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Three Perfect Days: Melbourne

With its hidden street art, clandestine restaurant entrances and concealed rooftop bars, there’s more to Australia’s second city than meets the eye

Author Jacqueline Detwiler Photography Mark Roper

Birrarung Marr park is tucked between the Central Business District and the Yarra River

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Some cities, like dogs rolling over for a belly rub, give themselves up to you at once. These are places that clamor for your attention—the hip and the new announce their presence in sidewalk tables and neon signs, while terms like “biggest” and “best” are liberally conferred. Artier and more enigmatic than its shining sister city Sydney, Melbourne is not this kind of city.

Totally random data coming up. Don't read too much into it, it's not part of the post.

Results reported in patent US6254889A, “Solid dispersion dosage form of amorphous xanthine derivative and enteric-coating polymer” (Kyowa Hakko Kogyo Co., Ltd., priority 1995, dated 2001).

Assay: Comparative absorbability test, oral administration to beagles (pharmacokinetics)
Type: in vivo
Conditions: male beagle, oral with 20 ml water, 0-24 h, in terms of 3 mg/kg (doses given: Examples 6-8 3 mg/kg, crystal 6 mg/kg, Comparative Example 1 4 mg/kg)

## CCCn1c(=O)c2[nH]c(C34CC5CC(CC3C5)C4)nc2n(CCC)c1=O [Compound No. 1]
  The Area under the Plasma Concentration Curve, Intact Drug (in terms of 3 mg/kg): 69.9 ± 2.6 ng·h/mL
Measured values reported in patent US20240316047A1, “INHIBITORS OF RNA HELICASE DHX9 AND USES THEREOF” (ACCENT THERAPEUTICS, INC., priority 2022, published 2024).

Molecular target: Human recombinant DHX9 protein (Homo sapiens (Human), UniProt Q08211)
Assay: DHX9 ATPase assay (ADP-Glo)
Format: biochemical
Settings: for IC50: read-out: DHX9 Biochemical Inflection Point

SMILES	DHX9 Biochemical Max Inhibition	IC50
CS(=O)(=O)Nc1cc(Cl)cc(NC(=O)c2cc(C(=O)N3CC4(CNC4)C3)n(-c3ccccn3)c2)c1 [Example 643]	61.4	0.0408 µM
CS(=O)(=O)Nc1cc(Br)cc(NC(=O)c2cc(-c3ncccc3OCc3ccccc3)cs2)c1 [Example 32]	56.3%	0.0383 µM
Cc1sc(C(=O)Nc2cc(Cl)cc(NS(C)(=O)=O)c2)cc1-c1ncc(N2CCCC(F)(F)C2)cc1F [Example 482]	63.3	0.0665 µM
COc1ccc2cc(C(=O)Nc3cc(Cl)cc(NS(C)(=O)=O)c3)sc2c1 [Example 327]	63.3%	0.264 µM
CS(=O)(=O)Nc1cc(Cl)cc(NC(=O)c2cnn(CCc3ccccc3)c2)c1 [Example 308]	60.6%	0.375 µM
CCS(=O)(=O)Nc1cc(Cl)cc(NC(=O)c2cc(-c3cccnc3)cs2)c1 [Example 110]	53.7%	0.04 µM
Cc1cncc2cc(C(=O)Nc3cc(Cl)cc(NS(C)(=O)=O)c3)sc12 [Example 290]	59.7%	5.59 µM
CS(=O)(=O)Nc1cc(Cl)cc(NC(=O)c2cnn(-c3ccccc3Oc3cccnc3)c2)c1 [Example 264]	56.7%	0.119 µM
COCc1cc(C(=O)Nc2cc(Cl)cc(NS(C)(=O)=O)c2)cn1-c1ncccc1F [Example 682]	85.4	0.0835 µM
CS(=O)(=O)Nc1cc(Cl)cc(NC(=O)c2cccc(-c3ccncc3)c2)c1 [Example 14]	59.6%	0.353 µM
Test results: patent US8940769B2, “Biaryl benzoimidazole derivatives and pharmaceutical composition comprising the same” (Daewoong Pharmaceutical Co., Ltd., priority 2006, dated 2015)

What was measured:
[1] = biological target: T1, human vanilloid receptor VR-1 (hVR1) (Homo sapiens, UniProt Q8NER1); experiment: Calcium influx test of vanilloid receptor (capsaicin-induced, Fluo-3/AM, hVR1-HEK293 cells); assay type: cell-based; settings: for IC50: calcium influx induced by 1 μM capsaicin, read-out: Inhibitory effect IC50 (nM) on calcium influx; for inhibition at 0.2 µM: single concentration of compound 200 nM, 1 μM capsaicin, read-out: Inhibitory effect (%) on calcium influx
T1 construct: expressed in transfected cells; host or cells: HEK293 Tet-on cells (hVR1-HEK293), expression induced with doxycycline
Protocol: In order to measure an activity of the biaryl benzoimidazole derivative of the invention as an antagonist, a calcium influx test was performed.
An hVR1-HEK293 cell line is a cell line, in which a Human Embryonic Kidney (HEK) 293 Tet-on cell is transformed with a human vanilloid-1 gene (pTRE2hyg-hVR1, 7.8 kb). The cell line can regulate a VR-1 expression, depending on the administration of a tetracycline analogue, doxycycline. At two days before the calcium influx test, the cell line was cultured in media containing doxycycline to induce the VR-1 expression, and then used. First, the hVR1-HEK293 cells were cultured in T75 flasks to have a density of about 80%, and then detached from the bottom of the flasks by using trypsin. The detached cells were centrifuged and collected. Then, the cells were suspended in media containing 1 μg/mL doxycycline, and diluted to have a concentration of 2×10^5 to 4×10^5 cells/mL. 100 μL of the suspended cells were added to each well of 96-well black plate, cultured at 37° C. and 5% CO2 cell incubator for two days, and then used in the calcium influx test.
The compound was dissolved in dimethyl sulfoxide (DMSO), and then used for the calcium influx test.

After traveling to Australia in 1895, Mark Twain said that the country is “the most beautiful of lies … full of surprises, and adventures, the incongruities, and contradictions, and incredibilities; but they are all true.” In Melbourne, this sense of wonder is best represented by the city’s apparently endless maze of alleys (or laneways), which would be seamy and uninviting were they not bursting with art, eateries, retailers and a theatrical lust for life.

A night out in Melbourne can have you in a fake gymnasium drinking a cocktail out of a syringe, or driving in a car with a snorkel protruding from its hood. There are dessert-themed hotels, forest-themed desserts and animals that don’t even make sense. You can tell from the moment you arrive that some of the best stories of your life will come from here. You can only hope that people will believe them

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